David Cameron finds favour with rhetorical defence of finances
British prime minister’s words had a sympathetic audience in fellow Conservatives
David Cameron makes a statement to the House of Commons over his personal finances after it emerged he had profited from an offshore fund.
David Cameron was at his crowd-pleasing best at the dispatch box yesterday, halfway between Houdini and Laurence Olivier in John Osborne’s The Entertainer, as he defended his family’s history of tax avoidance.
One moment he was outraged over the slur on his father over the late Ian Cameron’s offshore investment fund, as revealed in the Panama Papers. Then he was humility itself, acknowledging he had handled the affair poorly.
Later, he was indignant again in defence of his mother’s right to give him £200,000 in a way that could avoid inheritance tax, a right he defended on behalf of mothers everywhere. And finally he was at his sardonic best, sneering at the hypocrisy of Labour, the Guardian and others for criticising tax-avoidance schemes while availing of them.
As so often, Cameron was fortunate in his opposition, as some Labour MPs and media commentators had been intemperate in their criticism of his tax affairs in previous days.
Labour leader Jeremy Corbyn asked some well-aimed questions and summed up eloquently why the public is angry about tax avoidance by the very rich. “We have gone through six years – yes, six years – of crushing austerity, with families lining up at food banks to feed their children, disabled people losing their benefits, elderly care cut and slashed and living standards going down. Much of that could have been avoided if our country had not been ripped off by the super-rich refusing to pay their taxes,” he said.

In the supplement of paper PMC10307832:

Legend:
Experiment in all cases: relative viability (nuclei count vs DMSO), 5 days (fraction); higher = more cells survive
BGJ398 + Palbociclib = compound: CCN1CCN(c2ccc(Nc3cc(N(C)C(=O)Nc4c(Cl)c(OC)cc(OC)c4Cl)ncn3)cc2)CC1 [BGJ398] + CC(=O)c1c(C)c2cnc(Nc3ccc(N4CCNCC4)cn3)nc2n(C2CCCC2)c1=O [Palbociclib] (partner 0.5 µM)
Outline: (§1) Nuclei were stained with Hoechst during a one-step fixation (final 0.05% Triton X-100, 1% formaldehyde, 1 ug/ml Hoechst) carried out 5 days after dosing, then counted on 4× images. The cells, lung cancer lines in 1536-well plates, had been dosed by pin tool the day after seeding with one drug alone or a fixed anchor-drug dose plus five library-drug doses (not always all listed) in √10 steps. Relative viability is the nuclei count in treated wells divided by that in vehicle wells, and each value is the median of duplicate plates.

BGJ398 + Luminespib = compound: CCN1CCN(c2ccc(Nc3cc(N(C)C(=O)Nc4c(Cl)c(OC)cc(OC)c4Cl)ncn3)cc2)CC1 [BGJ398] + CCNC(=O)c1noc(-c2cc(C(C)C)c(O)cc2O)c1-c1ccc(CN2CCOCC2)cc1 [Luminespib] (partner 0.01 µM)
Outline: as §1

Shifty implicationsCorbyn had followed Cameron’s lead by releasing details of his tax returns but the information came after the debate began, allowing the prime minister to imply it was the Labour leader rather than himself who was being shifty.
It was all enough to unite Conservative MPs who believe in nothing more fervently than the virtue of inherited wealth and the iniquity of all attempts to tax it. None criticised the prime minister’s behaviour and even the formidable chairman of the treasury committee confined himself to chiding Cameron over his hypocrisy in criticising comedian Jimmy Carr in 2012 for availing of a legal tax-avoidance scheme.
After Cameron left the chamber, however, the true condition of Conservative unity was exposed when MPs debated the pro-EU booklet delivered to every household in Britain this week at taxpayers’ expense. Pro-Brexit backbenchers lined up to denounce the booklet as a “dodgy dossier”, an “abuse of public money” and an “insult to the electorate”.
Spiv anticsNigel Evans, a former Conservative vice-chairman who acts as an election observer around the world, said the mailshot would be shocking if it was issued by the government of Zimbabwe.
“If I witnessed in any of the countries that I go to the sort of spiv Robert Mugabe antics that I’ve seen by this government then I would condemn the conduct of that election as being not fair,” he said.
This was too much even for the unfailingly polite and usually unflappable Europe minister David Lidington, who was speaking on behalf of the government: “I think that when my right honourable friend reflects on what he’s just said and that the election campaigns in Zimbabwe in the recent past have involved the murder, maiming and intimidation of voters, he might recognise that what he’s just said was not his finest moment in the House.”